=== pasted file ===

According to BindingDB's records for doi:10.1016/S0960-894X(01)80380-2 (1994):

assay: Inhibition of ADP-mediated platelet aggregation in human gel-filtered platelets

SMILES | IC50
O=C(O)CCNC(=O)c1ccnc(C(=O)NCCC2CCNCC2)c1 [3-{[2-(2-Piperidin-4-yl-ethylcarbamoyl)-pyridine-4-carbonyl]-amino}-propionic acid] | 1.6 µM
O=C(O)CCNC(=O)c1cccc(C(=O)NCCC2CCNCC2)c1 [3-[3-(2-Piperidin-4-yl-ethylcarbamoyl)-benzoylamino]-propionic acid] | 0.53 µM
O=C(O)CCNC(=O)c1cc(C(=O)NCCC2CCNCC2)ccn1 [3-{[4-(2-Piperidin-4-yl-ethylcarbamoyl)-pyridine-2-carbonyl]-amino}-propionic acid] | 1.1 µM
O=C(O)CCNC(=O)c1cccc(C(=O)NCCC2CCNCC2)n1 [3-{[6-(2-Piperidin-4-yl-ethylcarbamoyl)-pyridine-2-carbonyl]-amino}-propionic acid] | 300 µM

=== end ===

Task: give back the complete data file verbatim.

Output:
According to BindingDB's records for doi:10.1016/S0960-894X(01)80380-2 (1994):

assay: Inhibition of ADP-mediated platelet aggregation in human gel-filtered platelets

SMILES | IC50
O=C(O)CCNC(=O)c1ccnc(C(=O)NCCC2CCNCC2)c1 [3-{[2-(2-Piperidin-4-yl-ethylcarbamoyl)-pyridine-4-carbonyl]-amino}-propionic acid] | 1.6 µM
O=C(O)CCNC(=O)c1cccc(C(=O)NCCC2CCNCC2)c1 [3-[3-(2-Piperidin-4-yl-ethylcarbamoyl)-benzoylamino]-propionic acid] | 0.53 µM
O=C(O)CCNC(=O)c1cc(C(=O)NCCC2CCNCC2)ccn1 [3-{[4-(2-Piperidin-4-yl-ethylcarbamoyl)-pyridine-2-carbonyl]-amino}-propionic acid] | 1.1 µM
O=C(O)CCNC(=O)c1cccc(C(=O)NCCC2CCNCC2)n1 [3-{[6-(2-Piperidin-4-yl-ethylcarbamoyl)-pyridine-2-carbonyl]-amino}-propionic acid] | 300 µM